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each other even four months after bowe bergdahl was rescued in afghanistan. the family doesn't want to talk about any possible family reunion. bergdahl's parents have only said they want to give their son the time and space he needs to recuperate from almost five years in captivity. >> many who knew bowe bergdahl before he joined the army said the boy from idaho probably wasn't a good fit for structured military life. tim has known the bergdahl family 20 yeeshs. >> he became frustrated because he saw no end to a crisis. >> do you think he left, voluntary left his base in afghanistan? >> absolutely. and there's nothing evil about what he did, no intent of evil, but i believe he had become disillusi disillusioned. and he was used to as a boy and as a young man, going off on his own for many days at a time. >> his son was one of bergdahl's best friends.
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the families were part of a home schooling community in haley. emory said bergdahl was raised in an intensely religious environment with a strict code of conduct. >> there definitely was a time when he left home in that 15, 16-year-old range, left home for a little while and no doubt it was some type of rebellion. his dad was making him, like with my boys, too, making them comply with certain things that they didn't, as boys, they didn't like. and there may have been something there that was a bone of contention. and bowe did have a tendency to get really frustrated and just to walk off or throw up his hands. >> he can't say if that childhood rebellion is still a source of strain on bergdahl's relationship with his fame, but he sees a parallel between the young bowe he knew and the one who some say walked away from his post in afghanistan. >> and that's fine up here in idaho. >> that's fine. >> but when you're part of the u.s. military, it doesn't go over very well. >> it doesn't go. >> so what would drive that kind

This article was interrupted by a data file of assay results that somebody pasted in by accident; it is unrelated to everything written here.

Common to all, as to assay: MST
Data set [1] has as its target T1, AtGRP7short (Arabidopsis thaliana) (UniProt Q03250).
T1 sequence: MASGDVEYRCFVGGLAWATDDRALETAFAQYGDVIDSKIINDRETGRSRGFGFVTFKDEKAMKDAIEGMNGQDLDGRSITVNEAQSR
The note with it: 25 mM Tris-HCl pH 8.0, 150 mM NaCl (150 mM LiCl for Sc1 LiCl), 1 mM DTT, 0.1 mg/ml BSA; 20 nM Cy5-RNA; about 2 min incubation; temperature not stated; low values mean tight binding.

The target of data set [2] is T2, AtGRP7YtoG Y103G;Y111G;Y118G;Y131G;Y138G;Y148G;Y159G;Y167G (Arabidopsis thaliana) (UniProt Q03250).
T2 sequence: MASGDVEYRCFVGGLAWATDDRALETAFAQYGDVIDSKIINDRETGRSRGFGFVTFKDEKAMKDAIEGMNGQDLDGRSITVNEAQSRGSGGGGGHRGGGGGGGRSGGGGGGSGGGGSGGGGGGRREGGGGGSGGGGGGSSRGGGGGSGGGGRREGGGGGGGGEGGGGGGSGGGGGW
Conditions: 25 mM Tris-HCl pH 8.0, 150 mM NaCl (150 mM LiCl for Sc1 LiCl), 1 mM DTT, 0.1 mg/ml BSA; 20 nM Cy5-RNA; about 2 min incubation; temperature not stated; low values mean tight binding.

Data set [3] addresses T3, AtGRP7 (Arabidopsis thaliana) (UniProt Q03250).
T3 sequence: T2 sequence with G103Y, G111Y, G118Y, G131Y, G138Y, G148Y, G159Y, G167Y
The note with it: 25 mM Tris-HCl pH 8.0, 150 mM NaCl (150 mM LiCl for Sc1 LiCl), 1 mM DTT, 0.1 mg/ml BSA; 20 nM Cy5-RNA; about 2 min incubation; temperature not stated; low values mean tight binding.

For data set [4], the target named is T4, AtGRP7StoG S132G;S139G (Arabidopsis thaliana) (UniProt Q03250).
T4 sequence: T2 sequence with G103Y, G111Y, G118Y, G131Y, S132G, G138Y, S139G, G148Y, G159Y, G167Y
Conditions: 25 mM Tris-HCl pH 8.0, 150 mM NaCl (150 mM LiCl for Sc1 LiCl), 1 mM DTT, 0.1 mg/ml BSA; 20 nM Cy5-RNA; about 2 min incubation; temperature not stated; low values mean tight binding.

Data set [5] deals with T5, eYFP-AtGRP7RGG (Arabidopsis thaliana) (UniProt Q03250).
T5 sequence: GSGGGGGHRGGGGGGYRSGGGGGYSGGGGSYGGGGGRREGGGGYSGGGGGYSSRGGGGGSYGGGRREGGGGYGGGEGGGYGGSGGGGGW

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of frustration that he was actually breaking code s? >> bring bowe home. >> those letters are waiting and so are his family and friends. >> do you think bowe bergdahl will ever come back to idaho. >> i believe so. we have a hunting trip waiting for him. long overdue. and then we're going to talk about things around the fire. yeah. >> but no one knows for sure when or if he'll ever return to the place he called home. cnn, haley, idaho. >> and coming up next here on cnn, two tech companies are now offering women a game-changing perk that could impact their family planning. but it's not without controversy. [prof. burke] it's easy to buy insurance and forget about it. but the more you learn about your coverage, the more gaps you might find. like how you thought you were covered for this. [boy] check it out,mom! [prof. burke]when you're really only covered for this. or how you figured you were covered for this. when you're actually paying for this. you might be surprised at what's hiding in your coverage. talk to farmers and get smarter about your insurance.
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for all the confidence you need. td ameritrade. you got this. >> well, two of the largest high-tech companies have an unusual offer for their female employees. they're offering to pay for the women to freeze their eggs. if they want to do that. >> facebook is already covering this procedure as an insurance benefit. now there are reports that apple plans to offer the coverage come january. this would allow women to delay having children without sacrificing their fertility and careers because they can focus on work just a little bit longer. >> but some critics say companies doing this are eencouraging women to place their careers ahead of mother hood. the perk comes as technology companies look for ways to increase diversity among its male dominated staff.